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2020-11-22 20:49:19
Kennedy, John F.
Typed letter signed, as president,; "John Kennedy", December 6, 1962, on White House letterhead, with original mailing envelope and other related documents JFK's TURNING POINT ON CIVIL RIGHTS
Washington DC, 1962. Fine. Single leaf, folded once; loosely inserted together with other items in spiral bound album. Kennedy writes to express his personal thanks to a federal Border Patrol officer pressed into service at the University of Mississippi to provide protection when James Meredith was registered as the first African American student there. Meredith's enrollment at Ole Miss was vehemently opposed by Mississippi governor Ross Barnett and his cohort of segregationists as well as violent white racists among the student body. When Meredith was escorted onto the Oxford, Miss. campus by national guard troops, tensions grew rapidly and, when the national guard units withdrew, quickly escalated into a full-scale riot resulting in two deaths and numerous serious injuries. Scrambling to address the unfolding situation from the White House, the president and his brother, Attorney General Robert F. Kennedy, worked the phones constantly and ultimately had to send regular army units to Ole Miss to protect Meredith. In this letter, the president addressed Maurice Cruickshank, a Border Patrol Inspector from Buffalo, New York, who was sent to Mississippi along with several members of his unit, saying in part: "Your actions that difficult night were in the highest traditions of the dedicated men and women who serve in law enforcement. The courage and dedication which you demonstrated while in great personal danger prevented a serious and tragic incident from becoming a disaster for our country. Had you failed, our country would have suffered irreparable damage. . ." Ever mindf … [Click Below for Full Description]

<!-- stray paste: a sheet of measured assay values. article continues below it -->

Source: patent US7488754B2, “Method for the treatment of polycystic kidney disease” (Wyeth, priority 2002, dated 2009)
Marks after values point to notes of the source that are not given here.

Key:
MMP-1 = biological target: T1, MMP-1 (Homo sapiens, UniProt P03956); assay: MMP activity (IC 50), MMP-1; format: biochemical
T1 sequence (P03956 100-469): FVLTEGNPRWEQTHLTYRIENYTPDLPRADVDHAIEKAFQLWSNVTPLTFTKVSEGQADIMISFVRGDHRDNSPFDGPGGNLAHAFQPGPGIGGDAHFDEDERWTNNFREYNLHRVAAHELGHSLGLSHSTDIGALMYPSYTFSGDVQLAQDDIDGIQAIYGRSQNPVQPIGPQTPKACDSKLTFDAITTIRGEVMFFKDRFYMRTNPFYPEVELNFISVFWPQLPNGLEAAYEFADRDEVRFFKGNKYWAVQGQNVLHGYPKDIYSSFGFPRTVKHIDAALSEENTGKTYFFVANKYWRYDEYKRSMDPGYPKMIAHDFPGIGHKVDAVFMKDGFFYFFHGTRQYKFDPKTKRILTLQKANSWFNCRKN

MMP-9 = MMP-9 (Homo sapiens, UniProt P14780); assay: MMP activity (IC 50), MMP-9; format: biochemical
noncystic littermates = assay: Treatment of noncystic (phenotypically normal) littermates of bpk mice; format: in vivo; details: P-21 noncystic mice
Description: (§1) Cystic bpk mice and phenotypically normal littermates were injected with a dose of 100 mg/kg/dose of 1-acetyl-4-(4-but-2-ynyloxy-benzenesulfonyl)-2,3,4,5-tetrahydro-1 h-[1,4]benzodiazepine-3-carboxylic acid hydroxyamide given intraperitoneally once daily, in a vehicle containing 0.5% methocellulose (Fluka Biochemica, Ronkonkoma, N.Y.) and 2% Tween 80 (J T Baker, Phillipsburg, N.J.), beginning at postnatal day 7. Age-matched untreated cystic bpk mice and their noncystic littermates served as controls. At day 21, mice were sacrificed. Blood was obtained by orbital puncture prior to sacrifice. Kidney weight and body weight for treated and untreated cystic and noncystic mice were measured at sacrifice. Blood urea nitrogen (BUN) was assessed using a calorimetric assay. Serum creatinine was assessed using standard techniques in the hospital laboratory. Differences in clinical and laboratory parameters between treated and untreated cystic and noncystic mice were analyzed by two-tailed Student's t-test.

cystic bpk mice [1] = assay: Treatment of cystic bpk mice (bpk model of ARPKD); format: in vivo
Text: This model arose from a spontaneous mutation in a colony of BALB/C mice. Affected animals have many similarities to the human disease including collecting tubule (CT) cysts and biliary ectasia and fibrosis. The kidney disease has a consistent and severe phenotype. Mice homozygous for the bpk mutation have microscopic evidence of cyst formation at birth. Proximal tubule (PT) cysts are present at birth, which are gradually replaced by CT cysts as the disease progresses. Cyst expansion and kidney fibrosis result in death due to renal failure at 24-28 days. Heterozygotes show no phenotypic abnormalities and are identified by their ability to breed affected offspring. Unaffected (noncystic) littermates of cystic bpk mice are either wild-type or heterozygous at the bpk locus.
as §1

Bookseller: Locus Solus Rare Books [United States]
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